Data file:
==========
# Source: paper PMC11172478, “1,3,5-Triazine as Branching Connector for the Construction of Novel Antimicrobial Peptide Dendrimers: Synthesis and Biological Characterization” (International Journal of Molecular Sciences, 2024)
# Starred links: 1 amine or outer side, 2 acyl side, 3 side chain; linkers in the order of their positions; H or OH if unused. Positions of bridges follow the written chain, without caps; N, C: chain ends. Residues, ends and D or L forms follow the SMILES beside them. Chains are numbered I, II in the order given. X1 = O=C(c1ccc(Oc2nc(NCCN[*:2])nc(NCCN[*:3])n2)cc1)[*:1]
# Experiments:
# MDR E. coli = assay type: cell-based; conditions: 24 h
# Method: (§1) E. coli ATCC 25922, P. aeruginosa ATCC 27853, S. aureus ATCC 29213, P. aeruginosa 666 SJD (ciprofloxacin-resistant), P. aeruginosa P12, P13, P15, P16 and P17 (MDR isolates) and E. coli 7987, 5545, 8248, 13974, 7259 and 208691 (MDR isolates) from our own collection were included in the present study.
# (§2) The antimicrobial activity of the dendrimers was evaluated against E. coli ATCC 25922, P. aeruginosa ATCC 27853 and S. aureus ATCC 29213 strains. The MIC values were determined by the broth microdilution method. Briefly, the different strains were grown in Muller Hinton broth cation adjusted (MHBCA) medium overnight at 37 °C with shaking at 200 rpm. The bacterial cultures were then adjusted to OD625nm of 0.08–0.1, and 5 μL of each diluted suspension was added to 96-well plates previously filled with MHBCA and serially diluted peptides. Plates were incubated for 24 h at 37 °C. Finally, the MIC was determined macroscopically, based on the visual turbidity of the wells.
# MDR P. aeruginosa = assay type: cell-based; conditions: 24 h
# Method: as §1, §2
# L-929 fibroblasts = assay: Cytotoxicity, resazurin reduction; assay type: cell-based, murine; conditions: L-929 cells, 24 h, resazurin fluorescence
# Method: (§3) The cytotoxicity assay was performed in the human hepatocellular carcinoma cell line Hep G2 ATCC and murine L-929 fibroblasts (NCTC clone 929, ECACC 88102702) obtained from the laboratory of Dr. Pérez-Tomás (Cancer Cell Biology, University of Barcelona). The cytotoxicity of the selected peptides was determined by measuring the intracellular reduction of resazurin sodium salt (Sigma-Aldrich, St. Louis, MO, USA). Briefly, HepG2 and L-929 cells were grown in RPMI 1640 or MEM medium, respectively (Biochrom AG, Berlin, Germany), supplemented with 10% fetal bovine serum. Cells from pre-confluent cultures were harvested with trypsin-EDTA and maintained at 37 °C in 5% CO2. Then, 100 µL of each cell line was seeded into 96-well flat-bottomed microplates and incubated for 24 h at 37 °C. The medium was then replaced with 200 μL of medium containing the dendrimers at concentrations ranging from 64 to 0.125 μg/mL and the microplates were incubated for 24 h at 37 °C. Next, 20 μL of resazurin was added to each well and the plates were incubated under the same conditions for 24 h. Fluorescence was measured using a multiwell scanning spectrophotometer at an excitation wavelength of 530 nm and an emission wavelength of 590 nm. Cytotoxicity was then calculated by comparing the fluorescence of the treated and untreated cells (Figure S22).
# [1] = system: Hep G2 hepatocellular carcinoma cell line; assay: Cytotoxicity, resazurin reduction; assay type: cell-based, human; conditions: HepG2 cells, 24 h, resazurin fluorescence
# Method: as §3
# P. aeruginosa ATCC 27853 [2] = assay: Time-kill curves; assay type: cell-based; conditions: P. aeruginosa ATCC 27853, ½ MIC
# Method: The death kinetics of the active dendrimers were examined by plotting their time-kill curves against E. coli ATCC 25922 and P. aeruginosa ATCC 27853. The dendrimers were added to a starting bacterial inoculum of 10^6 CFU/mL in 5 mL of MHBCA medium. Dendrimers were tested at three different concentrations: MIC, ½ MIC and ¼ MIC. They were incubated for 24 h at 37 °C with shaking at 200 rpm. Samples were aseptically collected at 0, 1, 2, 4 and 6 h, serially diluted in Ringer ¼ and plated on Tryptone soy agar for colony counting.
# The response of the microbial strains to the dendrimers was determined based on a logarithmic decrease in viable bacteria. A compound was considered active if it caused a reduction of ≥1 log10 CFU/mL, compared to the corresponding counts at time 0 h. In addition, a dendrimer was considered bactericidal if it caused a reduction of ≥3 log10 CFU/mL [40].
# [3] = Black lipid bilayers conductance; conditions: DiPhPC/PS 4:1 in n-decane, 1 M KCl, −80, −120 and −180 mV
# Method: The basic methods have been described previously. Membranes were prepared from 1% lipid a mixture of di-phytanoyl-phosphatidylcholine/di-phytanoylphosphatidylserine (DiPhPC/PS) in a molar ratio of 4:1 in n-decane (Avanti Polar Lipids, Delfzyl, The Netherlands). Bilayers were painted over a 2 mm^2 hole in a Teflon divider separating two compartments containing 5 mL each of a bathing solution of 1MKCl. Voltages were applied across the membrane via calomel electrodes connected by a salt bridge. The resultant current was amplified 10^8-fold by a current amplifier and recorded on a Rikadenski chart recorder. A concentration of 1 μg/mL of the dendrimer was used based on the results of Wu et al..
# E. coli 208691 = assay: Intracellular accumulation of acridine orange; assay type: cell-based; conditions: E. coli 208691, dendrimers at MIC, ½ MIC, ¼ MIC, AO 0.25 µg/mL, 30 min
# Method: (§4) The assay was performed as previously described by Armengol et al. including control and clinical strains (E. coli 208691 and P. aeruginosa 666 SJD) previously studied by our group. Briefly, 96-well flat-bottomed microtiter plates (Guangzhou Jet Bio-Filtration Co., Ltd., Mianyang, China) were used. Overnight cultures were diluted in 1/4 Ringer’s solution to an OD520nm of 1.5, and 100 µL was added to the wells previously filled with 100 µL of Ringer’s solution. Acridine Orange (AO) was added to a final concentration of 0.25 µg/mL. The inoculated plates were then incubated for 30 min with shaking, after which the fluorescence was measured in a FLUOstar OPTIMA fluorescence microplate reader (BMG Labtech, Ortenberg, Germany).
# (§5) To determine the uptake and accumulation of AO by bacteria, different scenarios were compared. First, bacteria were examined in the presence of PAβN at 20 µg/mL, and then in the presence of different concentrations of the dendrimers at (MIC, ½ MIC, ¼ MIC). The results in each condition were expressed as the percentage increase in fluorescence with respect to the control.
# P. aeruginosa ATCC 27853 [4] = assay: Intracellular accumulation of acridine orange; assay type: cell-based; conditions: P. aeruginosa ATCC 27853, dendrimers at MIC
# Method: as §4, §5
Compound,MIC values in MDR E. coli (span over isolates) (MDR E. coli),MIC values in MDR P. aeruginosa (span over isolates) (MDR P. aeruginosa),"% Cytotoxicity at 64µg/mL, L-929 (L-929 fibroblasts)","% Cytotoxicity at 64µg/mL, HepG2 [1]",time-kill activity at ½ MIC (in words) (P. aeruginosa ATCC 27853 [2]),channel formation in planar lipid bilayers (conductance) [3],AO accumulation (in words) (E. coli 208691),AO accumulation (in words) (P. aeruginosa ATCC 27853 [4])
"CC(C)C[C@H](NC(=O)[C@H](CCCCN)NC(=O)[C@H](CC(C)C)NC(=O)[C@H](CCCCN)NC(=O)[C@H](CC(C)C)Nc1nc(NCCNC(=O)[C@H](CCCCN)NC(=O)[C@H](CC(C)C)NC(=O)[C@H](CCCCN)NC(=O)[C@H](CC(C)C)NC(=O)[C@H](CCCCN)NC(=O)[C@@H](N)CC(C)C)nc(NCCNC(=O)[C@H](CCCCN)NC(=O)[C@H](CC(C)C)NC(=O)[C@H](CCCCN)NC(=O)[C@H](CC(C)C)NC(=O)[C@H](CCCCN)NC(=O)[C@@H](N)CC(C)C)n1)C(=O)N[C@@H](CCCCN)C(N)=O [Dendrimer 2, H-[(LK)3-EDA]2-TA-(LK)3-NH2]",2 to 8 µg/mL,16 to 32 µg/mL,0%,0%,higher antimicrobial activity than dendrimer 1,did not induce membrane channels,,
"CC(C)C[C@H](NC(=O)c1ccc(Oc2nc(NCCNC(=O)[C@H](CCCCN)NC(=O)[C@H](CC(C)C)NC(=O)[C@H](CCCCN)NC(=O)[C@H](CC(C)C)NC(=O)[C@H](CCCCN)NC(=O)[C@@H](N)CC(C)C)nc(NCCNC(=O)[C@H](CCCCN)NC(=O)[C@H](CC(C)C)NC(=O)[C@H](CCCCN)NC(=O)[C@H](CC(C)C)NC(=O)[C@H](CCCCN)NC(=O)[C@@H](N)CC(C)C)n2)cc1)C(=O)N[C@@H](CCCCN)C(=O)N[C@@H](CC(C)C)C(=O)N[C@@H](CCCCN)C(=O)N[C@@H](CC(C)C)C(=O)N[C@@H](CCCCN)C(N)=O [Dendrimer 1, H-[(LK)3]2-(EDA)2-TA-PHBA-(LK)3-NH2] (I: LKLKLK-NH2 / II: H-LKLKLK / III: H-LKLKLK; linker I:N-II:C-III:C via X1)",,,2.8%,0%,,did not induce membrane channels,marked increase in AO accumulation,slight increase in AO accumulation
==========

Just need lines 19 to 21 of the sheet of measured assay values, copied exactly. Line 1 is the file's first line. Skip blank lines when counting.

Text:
# Method: (§4) The assay was performed as previously described by Armengol et al. including control and clinical strains (E. coli 208691 and P. aeruginosa 666 SJD) previously studied by our group. Briefly, 96-well flat-bottomed microtiter plates (Guangzhou Jet Bio-Filtration Co., Ltd., Mianyang, China) were used. Overnight cultures were diluted in 1/4 Ringer’s solution to an OD520nm of 1.5, and 100 µL was added to the wells previously filled with 100 µL of Ringer’s solution. Acridine Orange (AO) was added to a final concentration of 0.25 µg/mL. The inoculated plates were then incubated for 30 min with shaking, after which the fluorescence was measured in a FLUOstar OPTIMA fluorescence microplate reader (BMG Labtech, Ortenberg, Germany).
# (§5) To determine the uptake and accumulation of AO by bacteria, different scenarios were compared. First, bacteria were examined in the presence of PAβN at 20 µg/mL, and then in the presence of different concentrations of the dendrimers at (MIC, ½ MIC, ¼ MIC). The results in each condition were expressed as the percentage increase in fluorescence with respect to the control.
# P. aeruginosa ATCC 27853 [4] = assay: Intracellular accumulation of acridine orange; assay type: cell-based; conditions: P. aeruginosa ATCC 27853, dendrimers at MIC